Embodied Utopias: Gender, Social Change and the Modern Metropolis

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Amy Bingaman, Lise Sanders, Rebecca Zorach
Taylor & Francis, Nov 1, 2001 - Architecture - 336 pages
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Utopia has become a dirty word in recent scholarship on modernism, architecture, urban planning and gender studies. Many utopian designs now appear impractical, manifesting an arrogant disregard for the lived experiences of the ordinary inhabitants who make daily use of global public and private spaces. The essays in Embodied Utopias argue that the gendered body is the crux of the hopes and disappointments of modern urban and suburban utopias of the Americas, Europe and Asia. They reassess utopian projects - masculinist, feminist, colonialist, progressive - of the late nineteenth and early twentieth centuries; they survey the dystopian landscapes of the present; and they gesture at the potential for an embodied approach to the urban future, to the changing spaces of cities and virtual landscapes.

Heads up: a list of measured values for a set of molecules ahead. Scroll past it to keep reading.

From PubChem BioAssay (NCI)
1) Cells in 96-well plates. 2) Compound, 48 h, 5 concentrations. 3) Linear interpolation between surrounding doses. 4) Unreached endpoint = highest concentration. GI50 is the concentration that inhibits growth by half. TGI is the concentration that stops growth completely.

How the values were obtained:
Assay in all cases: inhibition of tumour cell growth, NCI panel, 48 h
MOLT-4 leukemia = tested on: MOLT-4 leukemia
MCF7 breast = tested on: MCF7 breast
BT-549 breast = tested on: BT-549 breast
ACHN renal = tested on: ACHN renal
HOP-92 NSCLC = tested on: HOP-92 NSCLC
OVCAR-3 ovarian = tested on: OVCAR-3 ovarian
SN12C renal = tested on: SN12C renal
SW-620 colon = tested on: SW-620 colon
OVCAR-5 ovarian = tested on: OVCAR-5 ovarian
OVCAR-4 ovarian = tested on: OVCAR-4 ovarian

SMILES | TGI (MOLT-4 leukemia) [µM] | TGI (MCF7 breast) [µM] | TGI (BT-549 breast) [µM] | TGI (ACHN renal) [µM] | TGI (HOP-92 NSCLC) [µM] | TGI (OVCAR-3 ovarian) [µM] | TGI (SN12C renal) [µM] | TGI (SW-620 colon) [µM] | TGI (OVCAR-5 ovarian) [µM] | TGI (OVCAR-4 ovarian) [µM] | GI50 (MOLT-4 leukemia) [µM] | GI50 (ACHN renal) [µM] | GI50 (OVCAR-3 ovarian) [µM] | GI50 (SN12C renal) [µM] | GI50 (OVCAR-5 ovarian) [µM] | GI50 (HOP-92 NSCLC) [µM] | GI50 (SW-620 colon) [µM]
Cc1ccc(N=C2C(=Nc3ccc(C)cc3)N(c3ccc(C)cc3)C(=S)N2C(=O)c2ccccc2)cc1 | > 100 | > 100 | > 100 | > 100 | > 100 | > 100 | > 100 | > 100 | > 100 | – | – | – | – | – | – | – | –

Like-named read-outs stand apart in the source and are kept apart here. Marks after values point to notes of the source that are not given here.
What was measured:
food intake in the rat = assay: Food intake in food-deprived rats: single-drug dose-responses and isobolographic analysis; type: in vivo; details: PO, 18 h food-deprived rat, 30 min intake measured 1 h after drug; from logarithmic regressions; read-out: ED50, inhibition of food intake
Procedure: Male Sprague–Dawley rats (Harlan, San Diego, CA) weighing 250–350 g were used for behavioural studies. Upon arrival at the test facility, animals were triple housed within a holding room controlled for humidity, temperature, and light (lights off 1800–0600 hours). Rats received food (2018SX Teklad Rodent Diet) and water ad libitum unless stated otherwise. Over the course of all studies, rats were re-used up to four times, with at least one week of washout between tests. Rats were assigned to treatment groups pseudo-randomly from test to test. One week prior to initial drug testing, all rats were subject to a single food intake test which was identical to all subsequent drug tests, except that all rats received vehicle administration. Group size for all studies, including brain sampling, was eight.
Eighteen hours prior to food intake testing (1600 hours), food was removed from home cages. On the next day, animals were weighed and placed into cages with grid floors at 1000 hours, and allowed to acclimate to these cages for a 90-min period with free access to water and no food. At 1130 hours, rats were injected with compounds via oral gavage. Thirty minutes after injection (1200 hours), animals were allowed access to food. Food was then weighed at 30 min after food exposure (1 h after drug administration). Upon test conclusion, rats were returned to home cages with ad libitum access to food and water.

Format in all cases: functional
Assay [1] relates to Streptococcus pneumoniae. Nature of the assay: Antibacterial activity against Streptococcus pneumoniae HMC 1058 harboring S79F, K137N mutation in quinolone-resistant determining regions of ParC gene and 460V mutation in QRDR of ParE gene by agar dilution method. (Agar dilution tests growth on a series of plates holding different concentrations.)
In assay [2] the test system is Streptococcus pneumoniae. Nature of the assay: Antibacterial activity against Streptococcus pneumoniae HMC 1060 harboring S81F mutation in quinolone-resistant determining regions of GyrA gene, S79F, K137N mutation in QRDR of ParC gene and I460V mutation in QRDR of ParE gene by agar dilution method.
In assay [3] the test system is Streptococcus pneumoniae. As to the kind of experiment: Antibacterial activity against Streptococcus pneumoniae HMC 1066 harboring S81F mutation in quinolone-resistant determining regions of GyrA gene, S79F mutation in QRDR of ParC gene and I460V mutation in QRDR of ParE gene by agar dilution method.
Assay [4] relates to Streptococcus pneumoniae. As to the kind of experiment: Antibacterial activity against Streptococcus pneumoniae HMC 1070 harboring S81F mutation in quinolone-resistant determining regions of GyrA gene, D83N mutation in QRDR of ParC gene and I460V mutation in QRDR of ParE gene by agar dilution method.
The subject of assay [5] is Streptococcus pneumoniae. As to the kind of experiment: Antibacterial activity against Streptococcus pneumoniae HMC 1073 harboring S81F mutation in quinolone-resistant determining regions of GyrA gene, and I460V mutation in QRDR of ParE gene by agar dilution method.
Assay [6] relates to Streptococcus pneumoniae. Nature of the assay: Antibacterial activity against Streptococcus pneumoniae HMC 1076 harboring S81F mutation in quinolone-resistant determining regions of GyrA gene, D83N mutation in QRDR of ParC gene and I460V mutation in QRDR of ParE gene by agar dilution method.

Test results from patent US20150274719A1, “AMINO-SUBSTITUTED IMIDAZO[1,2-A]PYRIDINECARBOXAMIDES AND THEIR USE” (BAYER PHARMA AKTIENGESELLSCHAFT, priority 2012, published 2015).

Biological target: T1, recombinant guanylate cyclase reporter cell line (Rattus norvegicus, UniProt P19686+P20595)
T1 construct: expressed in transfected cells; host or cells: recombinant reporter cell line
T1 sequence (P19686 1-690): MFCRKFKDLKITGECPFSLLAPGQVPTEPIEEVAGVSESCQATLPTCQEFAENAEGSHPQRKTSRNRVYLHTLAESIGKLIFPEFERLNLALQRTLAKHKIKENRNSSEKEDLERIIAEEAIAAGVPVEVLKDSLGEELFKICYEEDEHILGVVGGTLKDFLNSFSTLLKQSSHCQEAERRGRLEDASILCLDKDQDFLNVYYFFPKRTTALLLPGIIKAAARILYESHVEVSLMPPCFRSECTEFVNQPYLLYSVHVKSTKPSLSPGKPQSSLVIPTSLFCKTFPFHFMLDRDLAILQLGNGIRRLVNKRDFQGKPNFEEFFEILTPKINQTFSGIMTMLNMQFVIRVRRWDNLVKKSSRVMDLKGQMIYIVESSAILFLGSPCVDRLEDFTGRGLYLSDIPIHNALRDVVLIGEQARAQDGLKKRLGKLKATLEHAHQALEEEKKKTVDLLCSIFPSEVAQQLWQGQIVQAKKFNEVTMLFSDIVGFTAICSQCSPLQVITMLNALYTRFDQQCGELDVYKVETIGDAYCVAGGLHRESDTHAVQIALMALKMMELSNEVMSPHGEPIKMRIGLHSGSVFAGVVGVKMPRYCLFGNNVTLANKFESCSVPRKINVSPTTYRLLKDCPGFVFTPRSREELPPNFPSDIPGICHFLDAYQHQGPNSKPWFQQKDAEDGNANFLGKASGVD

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About the author (2001)

Bingaman is Visiting Scholar, Departments of Art and Design at the Cornish College of Arts, Seattle.

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